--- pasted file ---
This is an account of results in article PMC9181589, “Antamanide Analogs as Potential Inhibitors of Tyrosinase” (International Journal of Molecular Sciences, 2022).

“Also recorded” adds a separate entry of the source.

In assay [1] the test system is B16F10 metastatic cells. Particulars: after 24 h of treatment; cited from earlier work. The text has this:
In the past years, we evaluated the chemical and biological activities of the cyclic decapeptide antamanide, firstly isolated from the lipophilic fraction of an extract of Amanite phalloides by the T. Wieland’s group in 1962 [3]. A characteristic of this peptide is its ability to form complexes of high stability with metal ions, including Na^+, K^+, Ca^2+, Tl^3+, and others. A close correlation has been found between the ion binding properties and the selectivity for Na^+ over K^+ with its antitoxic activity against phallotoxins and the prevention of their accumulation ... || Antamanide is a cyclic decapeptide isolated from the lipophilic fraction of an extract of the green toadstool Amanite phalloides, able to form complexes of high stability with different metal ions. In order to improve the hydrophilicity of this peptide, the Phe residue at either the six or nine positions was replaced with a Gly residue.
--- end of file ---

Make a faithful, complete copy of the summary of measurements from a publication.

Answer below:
This is an account of results in article PMC9181589, “Antamanide Analogs as Potential Inhibitors of Tyrosinase” (International Journal of Molecular Sciences, 2022).

“Also recorded” adds a separate entry of the source.

In assay [1] the test system is B16F10 metastatic cells. Particulars: after 24 h of treatment; cited from earlier work. The text has this:
In the past years, we evaluated the chemical and biological activities of the cyclic decapeptide antamanide, firstly isolated from the lipophilic fraction of an extract of Amanite phalloides by the T. Wieland’s group in 1962 [3]. A characteristic of this peptide is its ability to form complexes of high stability with metal ions, including Na^+, K^+, Ca^2+, Tl^3+, and others. A close correlation has been found between the ion binding properties and the selectivity for Na^+ over K^+ with its antitoxic activity against phallotoxins and the prevention of their accumulation ... || Antamanide is a cyclic decapeptide isolated from the lipophilic fraction of an extract of the green toadstool Amanite phalloides, able to form complexes of high stability with different metal ions. In order to improve the hydrophilicity of this peptide, the Phe residue at either the six or nine positions was replaced with a Gly residue.